Number of qualifiers for SCHSL state meet in 1600 & 3200 races
02/16/2019 4:55:07 PM
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I believe twelve individuals should qualify for the final in the 1600 and 3200 meter races rather than existing eight at the state meet. These races do not have to be run in lanes. Therefore, there is plenty of room on the track for 12 runners in these two finals.
I believe twelve individuals should qualify for the final in the 1600 and 3200 meter races rather than existing eight at the state meet. These races do not have to be run in lanes. Therefore, there is plenty of room on the track for 12 runners in these two finals.
02/17/2019 10:56:10 PM
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@edjbosch As much as I agree with you on that, how do you justify taking more athletes in one event over another? Just wouldn't work out if you took 12 distance runners, but only 8 sprinters/relays. I think at some point we really need to look at having 16 per event at the state championships and having a semifinal/finals round.
@edjbosch As much as I agree with you on that, how do you justify taking more athletes in one event over another? Just wouldn't work out if you took 12 distance runners, but only 8 sprinters/relays.

I think at some point we really need to look at having 16 per event at the state championships and having a semifinal/finals round.
02/21/2019 1:16:39 PM
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@hallmanac13 - I believe the 12 to the final is followed by the NCAA, as well as other international meets. Yes, it could favor the schools with good distance runners, like Oregon in the NCAA D1, but for example it seems schools like Florida, Texas A&M, LSU, and Georgia with their stable of sprinters, jumpers, hurdlers, and throwers that end up winning the titles & not Oregon. On qualifying 16 & having a two day meet with semi-finalists, it would work here if you combined current divisions into two. For example combine 4A & 5A into one and the other being a combination of A, AA, and 3A. Pennsylvania has had a 2 day meet since the 1970's if not even further back than that. Basically semi-finals in running events on Friday & some Saturday am early, then all finals for the rest of Saturday. Meet starts early in the day and is completed by 4 or so on Saturday.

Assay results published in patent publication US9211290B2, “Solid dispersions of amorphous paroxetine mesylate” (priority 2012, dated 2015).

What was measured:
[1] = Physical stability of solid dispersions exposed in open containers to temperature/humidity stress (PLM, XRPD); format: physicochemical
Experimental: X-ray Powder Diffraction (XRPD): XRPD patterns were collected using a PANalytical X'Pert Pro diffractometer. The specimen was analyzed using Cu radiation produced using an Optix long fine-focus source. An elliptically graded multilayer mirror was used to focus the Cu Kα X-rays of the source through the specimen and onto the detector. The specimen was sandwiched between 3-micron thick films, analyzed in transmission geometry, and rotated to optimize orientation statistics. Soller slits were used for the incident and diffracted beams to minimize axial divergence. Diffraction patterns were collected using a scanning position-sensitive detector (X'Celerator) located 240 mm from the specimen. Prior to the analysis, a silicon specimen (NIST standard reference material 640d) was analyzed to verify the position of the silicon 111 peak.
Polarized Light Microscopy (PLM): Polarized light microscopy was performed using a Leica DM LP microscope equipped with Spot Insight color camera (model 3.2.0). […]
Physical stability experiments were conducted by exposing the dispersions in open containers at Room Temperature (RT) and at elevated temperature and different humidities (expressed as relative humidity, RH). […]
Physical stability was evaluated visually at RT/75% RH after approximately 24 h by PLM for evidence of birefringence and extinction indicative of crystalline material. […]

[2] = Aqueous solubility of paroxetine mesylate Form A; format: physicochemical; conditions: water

@hallmanac13 - I believe the 12 to the final is followed by the NCAA, as well as other international meets. Yes, it could favor the schools with good distance runners, like Oregon in the NCAA D1, but for example it seems schools like Florida, Texas A&M, LSU, and Georgia with their stable of sprinters, jumpers, hurdlers, and throwers that end up winning the titles & not Oregon.

On qualifying 16 & having a two day meet with semi-finalists, it would work here if you combined current divisions into two. For example combine 4A & 5A into one and the other being a combination of A, AA, and 3A. Pennsylvania has had a 2 day meet since the 1970's if not even further back than that. Basically semi-finals in running events on Friday & some Saturday am early, then all finals for the rest of Saturday. Meet starts early in the day and is completed by 4 or so on Saturday.

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